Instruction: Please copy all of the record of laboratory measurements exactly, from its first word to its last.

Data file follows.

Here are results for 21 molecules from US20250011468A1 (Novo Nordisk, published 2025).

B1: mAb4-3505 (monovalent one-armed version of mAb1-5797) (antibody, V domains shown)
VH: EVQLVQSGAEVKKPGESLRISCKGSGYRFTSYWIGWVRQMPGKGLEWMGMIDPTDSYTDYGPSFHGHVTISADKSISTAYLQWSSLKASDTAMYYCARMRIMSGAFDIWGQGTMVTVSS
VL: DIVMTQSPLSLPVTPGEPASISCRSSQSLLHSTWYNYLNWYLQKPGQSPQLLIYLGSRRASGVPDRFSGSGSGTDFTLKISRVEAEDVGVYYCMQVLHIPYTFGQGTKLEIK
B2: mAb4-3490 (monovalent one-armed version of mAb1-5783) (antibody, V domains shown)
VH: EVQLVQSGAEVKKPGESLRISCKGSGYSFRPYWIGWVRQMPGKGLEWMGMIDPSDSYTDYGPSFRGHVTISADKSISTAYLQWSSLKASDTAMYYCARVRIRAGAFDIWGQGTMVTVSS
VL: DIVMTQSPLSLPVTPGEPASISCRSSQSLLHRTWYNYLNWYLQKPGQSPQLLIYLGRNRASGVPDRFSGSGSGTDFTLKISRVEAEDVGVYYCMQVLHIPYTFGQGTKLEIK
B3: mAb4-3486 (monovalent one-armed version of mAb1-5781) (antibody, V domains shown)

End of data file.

Here are results for 21 molecules from US20250011468A1 (Novo Nordisk, published 2025).

B1: mAb4-3505 (monovalent one-armed version of mAb1-5797) (antibody, V domains shown)
VH: EVQLVQSGAEVKKPGESLRISCKGSGYRFTSYWIGWVRQMPGKGLEWMGMIDPTDSYTDYGPSFHGHVTISADKSISTAYLQWSSLKASDTAMYYCARMRIMSGAFDIWGQGTMVTVSS
VL: DIVMTQSPLSLPVTPGEPASISCRSSQSLLHSTWYNYLNWYLQKPGQSPQLLIYLGSRRASGVPDRFSGSGSGTDFTLKISRVEAEDVGVYYCMQVLHIPYTFGQGTKLEIK
B2: mAb4-3490 (monovalent one-armed version of mAb1-5783) (antibody, V domains shown)
VH: EVQLVQSGAEVKKPGESLRISCKGSGYSFRPYWIGWVRQMPGKGLEWMGMIDPSDSYTDYGPSFRGHVTISADKSISTAYLQWSSLKASDTAMYYCARVRIRAGAFDIWGQGTMVTVSS
VL: DIVMTQSPLSLPVTPGEPASISCRSSQSLLHRTWYNYLNWYLQKPGQSPQLLIYLGRNRASGVPDRFSGSGSGTDFTLKISRVEAEDVGVYYCMQVLHIPYTFGQGTKLEIK
B3: mAb4-3486 (monovalent one-armed version of mAb1-5781) (antibody, V domains shown)